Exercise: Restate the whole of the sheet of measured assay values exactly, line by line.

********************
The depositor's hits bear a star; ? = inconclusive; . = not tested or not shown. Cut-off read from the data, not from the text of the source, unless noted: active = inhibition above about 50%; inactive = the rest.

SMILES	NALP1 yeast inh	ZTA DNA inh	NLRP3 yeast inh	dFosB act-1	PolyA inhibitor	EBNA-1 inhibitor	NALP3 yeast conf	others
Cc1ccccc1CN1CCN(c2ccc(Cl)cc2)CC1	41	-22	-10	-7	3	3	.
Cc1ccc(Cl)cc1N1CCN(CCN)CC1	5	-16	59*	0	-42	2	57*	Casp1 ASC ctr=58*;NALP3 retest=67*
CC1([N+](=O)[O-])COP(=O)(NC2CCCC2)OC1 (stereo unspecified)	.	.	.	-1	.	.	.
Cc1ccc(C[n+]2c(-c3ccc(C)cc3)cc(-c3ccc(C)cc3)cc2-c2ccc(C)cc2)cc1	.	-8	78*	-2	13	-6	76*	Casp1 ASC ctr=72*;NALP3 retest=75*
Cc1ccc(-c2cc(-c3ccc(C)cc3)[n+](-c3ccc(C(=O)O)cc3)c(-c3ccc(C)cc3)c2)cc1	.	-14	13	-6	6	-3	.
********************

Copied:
The depositor's hits bear a star; ? = inconclusive; . = not tested or not shown. Cut-off read from the data, not from the text of the source, unless noted: active = inhibition above about 50%; inactive = the rest.

SMILES	NALP1 yeast inh	ZTA DNA inh	NLRP3 yeast inh	dFosB act-1	PolyA inhibitor	EBNA-1 inhibitor	NALP3 yeast conf	others
Cc1ccccc1CN1CCN(c2ccc(Cl)cc2)CC1	41	-22	-10	-7	3	3	.
Cc1ccc(Cl)cc1N1CCN(CCN)CC1	5	-16	59*	0	-42	2	57*	Casp1 ASC ctr=58*;NALP3 retest=67*
CC1([N+](=O)[O-])COP(=O)(NC2CCCC2)OC1 (stereo unspecified)	.	.	.	-1	.	.	.
Cc1ccc(C[n+]2c(-c3ccc(C)cc3)cc(-c3ccc(C)cc3)cc2-c2ccc(C)cc2)cc1	.	-8	78*	-2	13	-6	76*	Casp1 ASC ctr=72*;NALP3 retest=75*
Cc1ccc(-c2cc(-c3ccc(C)cc3)[n+](-c3ccc(C(=O)O)cc3)c(-c3ccc(C)cc3)c2)cc1	.	-14	13	-6	6	-3	.